Re-urbanization – small towns are back again

They don’t have the glamour of metropolises, but they do have quite a few good ideas: three little-known cities and their appeal.

Art event: Offenbach Seefestpiele
Art event: Offenbach Seefestpiele Andreas Arnold/dpa

There is hardly a German city ranking that doesn’t include Berlin, Munich and Hamburg. But what about the smaller cities? No appeal? Wrong. Re-urbanization is the name of the development that is bringing about the upsurge away from the big cities. Three examples.

The smart one: Halle an der Saale

Halle had almost given up on statistics. A record holder of jobs and wealth in the days of the GDR, the city suffered from de-industrialization, unemployment and outflux after reunification. But since 2010 the population has increased again. Students at institutions of higher education have an important part in this. Halle has also become attractive to researchers: the Max Planck Society operates two institutes here, the Fraunhofer Society three. In addition to a centre of the Helmholtz Association, Halle is also home to the National Academy of Sciences Leopoldina. There are also company laboratories and the university clinic. Today at the former industrial location, innovations are emerging – for example, in nano and solar technology.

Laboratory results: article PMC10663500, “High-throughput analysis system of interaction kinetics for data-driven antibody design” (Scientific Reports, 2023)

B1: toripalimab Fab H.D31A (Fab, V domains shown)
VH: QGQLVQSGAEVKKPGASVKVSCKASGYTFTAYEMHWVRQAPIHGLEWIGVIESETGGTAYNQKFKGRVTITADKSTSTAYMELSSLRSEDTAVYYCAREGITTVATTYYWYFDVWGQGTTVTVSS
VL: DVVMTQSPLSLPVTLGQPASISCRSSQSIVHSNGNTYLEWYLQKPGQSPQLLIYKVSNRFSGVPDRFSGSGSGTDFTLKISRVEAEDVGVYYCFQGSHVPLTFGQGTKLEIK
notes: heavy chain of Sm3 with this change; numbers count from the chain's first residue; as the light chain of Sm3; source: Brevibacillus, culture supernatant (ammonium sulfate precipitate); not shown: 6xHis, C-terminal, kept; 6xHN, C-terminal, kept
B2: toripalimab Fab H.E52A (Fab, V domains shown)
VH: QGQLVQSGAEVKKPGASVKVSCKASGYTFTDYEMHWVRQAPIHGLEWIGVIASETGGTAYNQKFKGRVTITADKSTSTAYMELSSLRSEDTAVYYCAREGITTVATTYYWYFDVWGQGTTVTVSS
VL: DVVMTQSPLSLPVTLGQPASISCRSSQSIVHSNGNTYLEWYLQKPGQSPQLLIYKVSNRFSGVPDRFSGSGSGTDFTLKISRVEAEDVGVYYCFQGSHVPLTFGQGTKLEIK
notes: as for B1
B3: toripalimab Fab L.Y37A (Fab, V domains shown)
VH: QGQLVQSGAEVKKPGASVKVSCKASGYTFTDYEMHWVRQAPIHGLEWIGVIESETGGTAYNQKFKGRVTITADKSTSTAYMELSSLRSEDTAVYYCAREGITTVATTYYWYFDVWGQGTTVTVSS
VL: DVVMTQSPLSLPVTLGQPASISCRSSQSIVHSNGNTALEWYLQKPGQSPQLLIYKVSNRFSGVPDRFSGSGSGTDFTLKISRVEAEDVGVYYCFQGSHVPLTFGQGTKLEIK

The creative one: Offenbach am Main

Calling Offenbach the "Frankfurt’s kid sister” was rather presumptuous until recently. For many Frankfurt residents, the neighbouring town was more of an unloved cousin. Then the rough industrial city reinvented itself. Offenbach developed into the home of the creative industries in the Rhine-Main area, boasting a renowned University of Design, affordable living, working space and a diverse social life. Frankfurt residents have now come to appreciate their close relative: more and more of them are moving to Offenbach.

The sustainable one: Osnabrück

Perhaps it is its obligation as a signatory of the Peace of Westphalia that makes Osnabrück particularly value the participation of its citizens. They can contribute ideas for urban development during city walks and in community workshops. The youth parliament and many other groups are integrated into local affairs. Exemplary ideas for climate protection such as cycle highways and an e-bus fleet have ensured that Osnabrück would be recognized as Germany's most sustainable city in 2020. No wonder many people see their future there: the city has recently enjoyed record immigration rates.

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